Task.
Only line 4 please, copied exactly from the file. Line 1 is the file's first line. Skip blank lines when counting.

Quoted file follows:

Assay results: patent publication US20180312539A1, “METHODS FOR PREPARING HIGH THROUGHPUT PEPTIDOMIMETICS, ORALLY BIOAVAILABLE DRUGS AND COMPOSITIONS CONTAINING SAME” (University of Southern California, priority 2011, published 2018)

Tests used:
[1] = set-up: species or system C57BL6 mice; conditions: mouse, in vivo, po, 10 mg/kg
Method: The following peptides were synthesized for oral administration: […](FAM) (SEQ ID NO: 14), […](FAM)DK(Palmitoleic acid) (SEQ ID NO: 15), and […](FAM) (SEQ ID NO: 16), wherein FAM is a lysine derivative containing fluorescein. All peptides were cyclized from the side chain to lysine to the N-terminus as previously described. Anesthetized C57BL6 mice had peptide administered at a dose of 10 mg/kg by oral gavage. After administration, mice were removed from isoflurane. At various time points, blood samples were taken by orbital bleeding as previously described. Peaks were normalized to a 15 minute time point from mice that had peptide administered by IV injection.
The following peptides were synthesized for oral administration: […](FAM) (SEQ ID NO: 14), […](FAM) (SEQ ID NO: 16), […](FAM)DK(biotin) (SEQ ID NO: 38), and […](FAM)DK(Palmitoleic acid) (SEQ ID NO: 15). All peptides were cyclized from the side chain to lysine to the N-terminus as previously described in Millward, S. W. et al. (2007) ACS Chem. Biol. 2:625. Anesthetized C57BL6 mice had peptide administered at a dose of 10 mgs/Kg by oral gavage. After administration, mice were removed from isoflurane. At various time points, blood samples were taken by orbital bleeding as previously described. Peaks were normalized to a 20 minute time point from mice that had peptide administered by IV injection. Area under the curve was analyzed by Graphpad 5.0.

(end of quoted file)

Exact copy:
Method: The following peptides were synthesized for oral administration: […](FAM) (SEQ ID NO: 14), […](FAM)DK(Palmitoleic acid) (SEQ ID NO: 15), and […](FAM) (SEQ ID NO: 16), wherein FAM is a lysine derivative containing fluorescein. All peptides were cyclized from the side chain to lysine to the N-terminus as previously described. Anesthetized C57BL6 mice had peptide administered at a dose of 10 mg/kg by oral gavage. After administration, mice were removed from isoflurane. At various time points, blood samples were taken by orbital bleeding as previously described. Peaks were normalized to a 15 minute time point from mice that had peptide administered by IV injection.